What to do if your puppy bites you OUTSIDE of a training session


What to do if your puppy bites you OUTSIDE of a training session

Posted on January 2, 2013 by Emily Larlham

By Emily Larlham

Every time a puppy is reinforced for putting teeth on human skin, a bite-reinforcement history is being created.  Take mouthing seriously and make sure you do not reinforce it!  Ignoring biting is a bad idea because it is self-reinforcing!

There are many ways to stop biting from being reinforced.  Use your judgment as to which technique works best for your puppy to lower his arousal.

The first step is setting up training sessions to teach your puppy not to bite.  Follow the instructions in these videos to train your puppy not to bite you.

Teach your puppy not to mouth or bite:


Teach your puppy not to mouth or bite the leash, your shoes or your pants:


While you are training your puppy not to bite or mouth you in training sessions, here are some things you can do to stop your puppy biting you OUTSIDE of training sessions:

1. Interrupt and redirect: Call your puppy away from the person being bitten- “pup,pup, PUPPY!” and redirect him to a toy or something more appropriate.  You can also interrupt a bite by simulating the “Yipe!” of another puppy, but this can actually have the reverse effect on some puppies and make them want to bite you more!  So use your common sense.  Also you want to teach your puppy what you do want him to do first, before using this technique.  Do not use this technique to scare or intimidate puppies.  You simply want to sound like you are in pain.

2. Remove your attention: Stand up and withdraw your hands if the puppy is biting them.  Resume when the puppy is calm. You can also step over a baby gate to prevent interactions until the puppy calms down.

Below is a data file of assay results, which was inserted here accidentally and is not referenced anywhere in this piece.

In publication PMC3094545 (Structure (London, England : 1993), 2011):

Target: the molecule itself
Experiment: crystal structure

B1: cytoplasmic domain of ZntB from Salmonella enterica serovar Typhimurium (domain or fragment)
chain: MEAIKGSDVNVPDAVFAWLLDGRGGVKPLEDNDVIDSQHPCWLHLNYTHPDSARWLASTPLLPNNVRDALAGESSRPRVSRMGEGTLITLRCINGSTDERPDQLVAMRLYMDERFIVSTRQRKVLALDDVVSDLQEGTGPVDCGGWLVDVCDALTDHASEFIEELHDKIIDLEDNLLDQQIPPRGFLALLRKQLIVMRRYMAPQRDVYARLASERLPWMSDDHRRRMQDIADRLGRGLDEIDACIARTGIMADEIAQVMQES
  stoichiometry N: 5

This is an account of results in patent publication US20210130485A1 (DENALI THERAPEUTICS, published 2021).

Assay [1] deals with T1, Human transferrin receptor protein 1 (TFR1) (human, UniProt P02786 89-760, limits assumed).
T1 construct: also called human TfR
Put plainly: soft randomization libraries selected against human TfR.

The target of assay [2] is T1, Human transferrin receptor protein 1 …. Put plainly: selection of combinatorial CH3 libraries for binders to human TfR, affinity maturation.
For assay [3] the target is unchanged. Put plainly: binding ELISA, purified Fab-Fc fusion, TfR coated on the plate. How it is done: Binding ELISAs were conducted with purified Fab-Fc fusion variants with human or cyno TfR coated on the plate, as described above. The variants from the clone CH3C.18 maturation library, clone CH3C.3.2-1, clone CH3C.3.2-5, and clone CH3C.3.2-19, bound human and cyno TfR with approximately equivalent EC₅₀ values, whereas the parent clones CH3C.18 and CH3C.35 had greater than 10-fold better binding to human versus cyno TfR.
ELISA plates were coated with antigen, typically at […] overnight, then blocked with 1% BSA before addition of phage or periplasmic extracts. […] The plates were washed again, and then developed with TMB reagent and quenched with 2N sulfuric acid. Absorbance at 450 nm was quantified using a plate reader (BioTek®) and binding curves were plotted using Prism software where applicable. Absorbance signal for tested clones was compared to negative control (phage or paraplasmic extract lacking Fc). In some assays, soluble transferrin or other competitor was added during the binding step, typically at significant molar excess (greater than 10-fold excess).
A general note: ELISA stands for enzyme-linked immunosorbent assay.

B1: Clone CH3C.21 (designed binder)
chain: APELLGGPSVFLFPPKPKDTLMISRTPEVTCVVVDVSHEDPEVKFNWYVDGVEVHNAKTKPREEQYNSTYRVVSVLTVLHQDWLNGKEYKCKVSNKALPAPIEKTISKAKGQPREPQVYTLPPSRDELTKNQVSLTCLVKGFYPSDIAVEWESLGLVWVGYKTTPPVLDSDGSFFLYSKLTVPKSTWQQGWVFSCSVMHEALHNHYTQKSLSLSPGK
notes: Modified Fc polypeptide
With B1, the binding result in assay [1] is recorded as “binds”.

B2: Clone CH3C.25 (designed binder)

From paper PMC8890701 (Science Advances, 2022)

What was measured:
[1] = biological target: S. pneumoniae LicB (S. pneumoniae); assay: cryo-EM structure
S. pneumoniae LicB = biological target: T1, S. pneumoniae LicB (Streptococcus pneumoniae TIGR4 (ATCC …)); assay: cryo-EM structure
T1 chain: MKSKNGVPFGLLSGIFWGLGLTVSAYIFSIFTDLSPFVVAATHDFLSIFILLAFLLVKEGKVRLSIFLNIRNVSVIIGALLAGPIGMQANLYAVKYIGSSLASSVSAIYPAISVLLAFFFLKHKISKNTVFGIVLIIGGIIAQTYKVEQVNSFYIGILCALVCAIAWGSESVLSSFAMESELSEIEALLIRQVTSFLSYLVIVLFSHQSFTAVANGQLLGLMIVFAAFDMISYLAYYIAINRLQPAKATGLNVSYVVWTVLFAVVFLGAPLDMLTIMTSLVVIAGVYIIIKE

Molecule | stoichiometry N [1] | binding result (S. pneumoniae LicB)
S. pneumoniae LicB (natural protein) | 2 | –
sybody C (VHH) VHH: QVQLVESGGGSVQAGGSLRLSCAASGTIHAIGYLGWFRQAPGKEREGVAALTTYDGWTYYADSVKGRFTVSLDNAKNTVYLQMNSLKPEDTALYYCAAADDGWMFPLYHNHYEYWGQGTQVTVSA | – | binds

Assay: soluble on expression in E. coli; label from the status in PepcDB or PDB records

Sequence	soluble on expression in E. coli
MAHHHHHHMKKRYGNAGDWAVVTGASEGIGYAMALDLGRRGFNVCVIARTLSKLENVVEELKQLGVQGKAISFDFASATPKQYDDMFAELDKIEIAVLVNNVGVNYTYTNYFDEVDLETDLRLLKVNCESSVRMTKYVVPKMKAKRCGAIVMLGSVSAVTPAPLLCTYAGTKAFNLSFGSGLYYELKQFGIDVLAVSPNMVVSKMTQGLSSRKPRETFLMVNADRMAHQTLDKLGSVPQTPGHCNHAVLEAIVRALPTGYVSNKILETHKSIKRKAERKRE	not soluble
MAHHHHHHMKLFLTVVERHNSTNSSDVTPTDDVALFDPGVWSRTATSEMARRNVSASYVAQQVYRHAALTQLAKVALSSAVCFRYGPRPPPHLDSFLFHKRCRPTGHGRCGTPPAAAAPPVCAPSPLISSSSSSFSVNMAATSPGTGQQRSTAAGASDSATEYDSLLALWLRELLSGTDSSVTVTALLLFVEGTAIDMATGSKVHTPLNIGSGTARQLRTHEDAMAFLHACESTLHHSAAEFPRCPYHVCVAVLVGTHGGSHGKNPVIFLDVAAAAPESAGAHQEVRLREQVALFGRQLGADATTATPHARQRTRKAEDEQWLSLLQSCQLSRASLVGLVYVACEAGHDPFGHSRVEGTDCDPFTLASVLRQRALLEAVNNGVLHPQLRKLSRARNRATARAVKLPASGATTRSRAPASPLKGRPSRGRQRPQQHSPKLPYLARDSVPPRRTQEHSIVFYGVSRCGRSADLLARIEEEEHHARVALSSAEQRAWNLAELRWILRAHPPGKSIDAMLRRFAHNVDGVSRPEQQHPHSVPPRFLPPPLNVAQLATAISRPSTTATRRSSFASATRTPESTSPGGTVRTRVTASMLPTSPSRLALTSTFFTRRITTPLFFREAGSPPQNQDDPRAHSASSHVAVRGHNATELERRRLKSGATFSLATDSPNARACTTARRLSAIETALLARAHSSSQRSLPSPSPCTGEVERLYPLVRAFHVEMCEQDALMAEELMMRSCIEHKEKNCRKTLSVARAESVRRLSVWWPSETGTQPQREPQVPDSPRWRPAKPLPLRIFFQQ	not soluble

3. Use prevention: If you know that your puppy ALWAYS bites in certain situations, set those situations up as training games first. If your puppy ALWAYS bites your feet when you go up the stairs, click the puppy as you approach the stairs and click and treat as you go up for the absence of the bites.  Give your puppy a chew or take the puppy for a walk BEFORE his witching hour begins rather than trying to work through it.  You can also put your puppy in his pen if he starts to act over-excited.

At no time should you use physical or psychological intimidation to stop your puppy biting, as this can cause unwanted side effects like fear, over-arousal, and even aggression.  Instead, simply stop your puppy from practicing and finding biting reinforcing.

Spending time on the handling exercises and teaching default calm behaviors like a settle will increase your puppy’s abilities to cope with exciting situations and help him make the correct choices.  Dogs can start to become mouthy when they are over-excited.

If you are teaching a young puppy to never bite you, keep in mind that you also want to train your puppy to have bite inhibition.  This means that you want your puppy to bite softly if he ever were to bite.  You teach your puppy this by constantly training him with treats, or every week feeding him some of his dinner by hand, so he learns to control his mouth.  You can also let your puppy play with other puppies and adult dogs, to learn to control how hard he bites.